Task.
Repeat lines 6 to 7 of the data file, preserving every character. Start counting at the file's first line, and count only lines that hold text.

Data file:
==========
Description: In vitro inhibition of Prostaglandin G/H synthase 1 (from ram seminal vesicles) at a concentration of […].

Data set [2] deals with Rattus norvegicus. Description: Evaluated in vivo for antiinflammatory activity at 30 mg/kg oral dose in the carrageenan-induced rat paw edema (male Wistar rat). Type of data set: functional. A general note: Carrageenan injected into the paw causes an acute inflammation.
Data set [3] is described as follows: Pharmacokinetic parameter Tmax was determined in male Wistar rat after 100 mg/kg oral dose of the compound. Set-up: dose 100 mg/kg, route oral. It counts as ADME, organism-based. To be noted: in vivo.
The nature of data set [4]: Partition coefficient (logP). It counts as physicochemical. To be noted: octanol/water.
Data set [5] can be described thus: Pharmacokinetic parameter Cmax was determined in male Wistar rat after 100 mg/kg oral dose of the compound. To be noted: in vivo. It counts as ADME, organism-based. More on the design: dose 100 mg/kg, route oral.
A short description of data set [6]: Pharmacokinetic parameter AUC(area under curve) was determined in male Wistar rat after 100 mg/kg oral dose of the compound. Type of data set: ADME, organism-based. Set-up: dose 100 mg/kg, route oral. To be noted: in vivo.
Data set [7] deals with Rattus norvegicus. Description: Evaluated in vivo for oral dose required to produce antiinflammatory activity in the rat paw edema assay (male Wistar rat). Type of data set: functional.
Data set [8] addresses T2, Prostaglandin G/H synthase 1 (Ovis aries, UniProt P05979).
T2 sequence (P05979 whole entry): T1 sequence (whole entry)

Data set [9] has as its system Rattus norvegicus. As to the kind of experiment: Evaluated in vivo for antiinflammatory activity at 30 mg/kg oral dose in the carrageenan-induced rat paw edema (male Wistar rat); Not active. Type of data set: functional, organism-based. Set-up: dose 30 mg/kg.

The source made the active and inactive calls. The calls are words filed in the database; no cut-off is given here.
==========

A short description of data set [6]: Pharmacokinetic parameter AUC(area under curve) was determined in male Wistar rat after 100 mg/kg oral dose of the compound. Type of data set: ADME, organism-based. Set-up: dose 100 mg/kg, route oral. To be noted: in vivo.
Data set [7] deals with Rattus norvegicus. Description: Evaluated in vivo for oral dose required to produce antiinflammatory activity in the rat paw edema assay (male Wistar rat). Type of data set: functional.